Great Dane puppy with paw in mouthOf course I am still emerging from the darkness but each day is a bit brighter than the previous one. I still long for my sweet Meshach every single day and would love to hug his sweet neck just one more time – something I’m sure every animal lover has experienced in their loss of a beloved companion. He taught me so many things that only a book will be able to contain them all – and for that I am forever grateful to him for coming to me as such a special gift of love. I do not regret anything about him because of what I learned even though I have had to traverse such a dark place as a result. (2020 side note – I think in part why I’ve struggled so with my current puppy Ezra is because of this situation with Meshach which tells me I’m not as heart-healed as I thought).

Yes, my confidence in natural health has been completely restored and taken to a whole new level because my confidence is now placed firmly in God Himself and His provision through nature – not through my own abilities or knowledge. (2020 side note:  I learned the term, “God-fidence” in 2016 after my only sister died through suicide).

There are a couple of songs that have helped me through my loss, but one that especially stands out is simply titled “Held” by Natalie Grant: “Two months is too little, they had no sudden healing…this is what it means to be held. How it feels when the sacred is torn from your life and you survive. This is what it is to be loved. And to know that the promise was when everything fell, we’d be held.”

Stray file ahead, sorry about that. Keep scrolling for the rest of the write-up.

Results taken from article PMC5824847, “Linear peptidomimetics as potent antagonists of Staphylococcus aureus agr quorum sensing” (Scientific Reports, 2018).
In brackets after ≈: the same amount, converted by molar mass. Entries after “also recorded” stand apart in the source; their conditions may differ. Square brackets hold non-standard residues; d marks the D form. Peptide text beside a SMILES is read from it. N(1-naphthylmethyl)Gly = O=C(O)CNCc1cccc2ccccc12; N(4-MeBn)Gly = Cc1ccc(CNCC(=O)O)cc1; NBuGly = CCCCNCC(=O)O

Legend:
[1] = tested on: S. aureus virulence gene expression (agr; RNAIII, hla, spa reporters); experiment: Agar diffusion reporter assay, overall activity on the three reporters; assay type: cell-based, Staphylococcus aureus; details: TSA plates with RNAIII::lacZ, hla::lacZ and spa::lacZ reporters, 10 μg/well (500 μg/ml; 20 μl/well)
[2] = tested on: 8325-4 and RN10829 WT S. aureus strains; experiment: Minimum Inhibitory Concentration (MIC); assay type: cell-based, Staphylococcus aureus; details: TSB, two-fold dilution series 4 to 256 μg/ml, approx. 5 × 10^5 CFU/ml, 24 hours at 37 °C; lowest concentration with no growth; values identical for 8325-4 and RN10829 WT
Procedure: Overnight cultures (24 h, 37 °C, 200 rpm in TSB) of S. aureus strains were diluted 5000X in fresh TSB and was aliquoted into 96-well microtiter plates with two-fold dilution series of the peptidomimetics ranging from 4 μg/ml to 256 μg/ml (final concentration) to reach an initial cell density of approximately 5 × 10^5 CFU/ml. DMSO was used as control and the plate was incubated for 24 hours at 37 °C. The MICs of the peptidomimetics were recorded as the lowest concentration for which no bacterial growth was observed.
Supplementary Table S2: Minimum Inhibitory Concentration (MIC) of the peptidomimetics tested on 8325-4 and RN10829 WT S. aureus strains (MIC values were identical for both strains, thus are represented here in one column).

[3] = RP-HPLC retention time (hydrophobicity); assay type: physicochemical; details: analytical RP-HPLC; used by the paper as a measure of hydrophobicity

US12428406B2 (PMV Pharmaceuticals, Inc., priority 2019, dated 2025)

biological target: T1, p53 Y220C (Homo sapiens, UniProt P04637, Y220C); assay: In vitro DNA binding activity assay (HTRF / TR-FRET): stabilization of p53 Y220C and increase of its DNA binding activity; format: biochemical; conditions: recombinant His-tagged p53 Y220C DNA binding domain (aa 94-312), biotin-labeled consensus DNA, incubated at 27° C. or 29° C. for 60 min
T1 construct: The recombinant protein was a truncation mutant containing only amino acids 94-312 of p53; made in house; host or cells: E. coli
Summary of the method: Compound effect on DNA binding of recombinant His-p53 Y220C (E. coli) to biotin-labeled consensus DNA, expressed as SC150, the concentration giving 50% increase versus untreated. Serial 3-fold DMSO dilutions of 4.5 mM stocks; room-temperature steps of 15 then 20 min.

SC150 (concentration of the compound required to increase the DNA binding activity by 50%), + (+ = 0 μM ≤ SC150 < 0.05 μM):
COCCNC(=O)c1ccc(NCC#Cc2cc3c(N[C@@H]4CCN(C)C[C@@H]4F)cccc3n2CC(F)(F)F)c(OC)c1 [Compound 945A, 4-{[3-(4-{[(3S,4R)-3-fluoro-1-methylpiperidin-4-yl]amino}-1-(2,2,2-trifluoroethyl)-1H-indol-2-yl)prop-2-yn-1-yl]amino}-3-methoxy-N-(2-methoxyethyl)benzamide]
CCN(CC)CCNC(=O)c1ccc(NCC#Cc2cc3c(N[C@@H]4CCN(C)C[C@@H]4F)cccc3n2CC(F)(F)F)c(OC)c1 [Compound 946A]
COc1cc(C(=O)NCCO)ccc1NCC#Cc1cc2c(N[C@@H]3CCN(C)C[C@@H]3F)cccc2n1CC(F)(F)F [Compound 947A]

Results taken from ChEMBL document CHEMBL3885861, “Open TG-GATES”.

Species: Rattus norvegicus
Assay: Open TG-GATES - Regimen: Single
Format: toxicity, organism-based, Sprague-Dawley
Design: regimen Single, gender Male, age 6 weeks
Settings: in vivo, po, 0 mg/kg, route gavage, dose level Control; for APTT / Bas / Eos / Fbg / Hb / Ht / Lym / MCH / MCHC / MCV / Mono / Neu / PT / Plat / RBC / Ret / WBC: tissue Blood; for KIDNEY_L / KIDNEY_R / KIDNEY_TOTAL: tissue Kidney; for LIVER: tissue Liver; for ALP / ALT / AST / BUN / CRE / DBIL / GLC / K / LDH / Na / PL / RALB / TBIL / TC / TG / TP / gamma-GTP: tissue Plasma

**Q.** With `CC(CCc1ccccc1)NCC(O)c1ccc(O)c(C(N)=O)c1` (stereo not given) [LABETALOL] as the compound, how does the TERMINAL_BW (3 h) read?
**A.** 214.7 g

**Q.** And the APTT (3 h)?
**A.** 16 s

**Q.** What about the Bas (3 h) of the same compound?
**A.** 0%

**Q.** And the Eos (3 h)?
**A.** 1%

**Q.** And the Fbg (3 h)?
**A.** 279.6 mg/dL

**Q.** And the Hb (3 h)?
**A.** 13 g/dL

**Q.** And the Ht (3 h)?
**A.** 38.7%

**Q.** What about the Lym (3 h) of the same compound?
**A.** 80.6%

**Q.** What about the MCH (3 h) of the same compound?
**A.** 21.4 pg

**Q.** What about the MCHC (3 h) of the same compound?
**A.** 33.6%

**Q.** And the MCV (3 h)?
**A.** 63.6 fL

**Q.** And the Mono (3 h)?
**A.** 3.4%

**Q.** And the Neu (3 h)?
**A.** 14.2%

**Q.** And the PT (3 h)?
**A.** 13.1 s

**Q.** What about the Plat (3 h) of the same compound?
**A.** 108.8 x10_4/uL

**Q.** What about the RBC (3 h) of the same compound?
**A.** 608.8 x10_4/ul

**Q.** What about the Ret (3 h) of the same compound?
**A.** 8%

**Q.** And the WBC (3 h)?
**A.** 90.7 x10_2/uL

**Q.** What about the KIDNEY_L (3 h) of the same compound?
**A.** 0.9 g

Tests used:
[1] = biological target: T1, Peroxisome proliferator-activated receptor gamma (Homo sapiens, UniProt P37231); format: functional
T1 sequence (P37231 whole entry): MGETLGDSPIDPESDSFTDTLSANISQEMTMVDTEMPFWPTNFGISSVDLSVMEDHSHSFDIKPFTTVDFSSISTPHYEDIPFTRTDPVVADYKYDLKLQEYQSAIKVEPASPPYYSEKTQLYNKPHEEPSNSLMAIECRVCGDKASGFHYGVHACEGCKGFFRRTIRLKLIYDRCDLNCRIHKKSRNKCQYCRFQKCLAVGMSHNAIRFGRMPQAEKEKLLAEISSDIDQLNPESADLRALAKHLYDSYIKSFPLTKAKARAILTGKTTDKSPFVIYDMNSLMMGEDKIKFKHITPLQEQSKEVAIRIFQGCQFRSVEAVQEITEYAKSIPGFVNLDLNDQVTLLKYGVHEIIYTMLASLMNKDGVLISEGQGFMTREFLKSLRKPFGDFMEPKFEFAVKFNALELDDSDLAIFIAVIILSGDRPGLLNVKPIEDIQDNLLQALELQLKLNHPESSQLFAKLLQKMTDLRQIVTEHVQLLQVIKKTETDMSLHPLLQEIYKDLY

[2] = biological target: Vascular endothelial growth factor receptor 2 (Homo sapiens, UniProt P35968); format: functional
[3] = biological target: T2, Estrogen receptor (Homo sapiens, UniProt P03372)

Some might think this is extreme because he was “just a dog” but to me there is no such thing as “just a” dog, cat, horse, bird, etc. They are all individuals to be loved and cherished for the special beings they are. How fortunate we are that we get to share our lives with them no matter for how long or short – it is such a privilege! Meshach lived his short life in sheer joy every “well” day he had. It was impossible to be upset with him for long for a puppy mistake because he was so joyful that you had to join him in his joy. What a gift! He has enabled me to love better and deeper – stretching a firm heart is painful but necessary.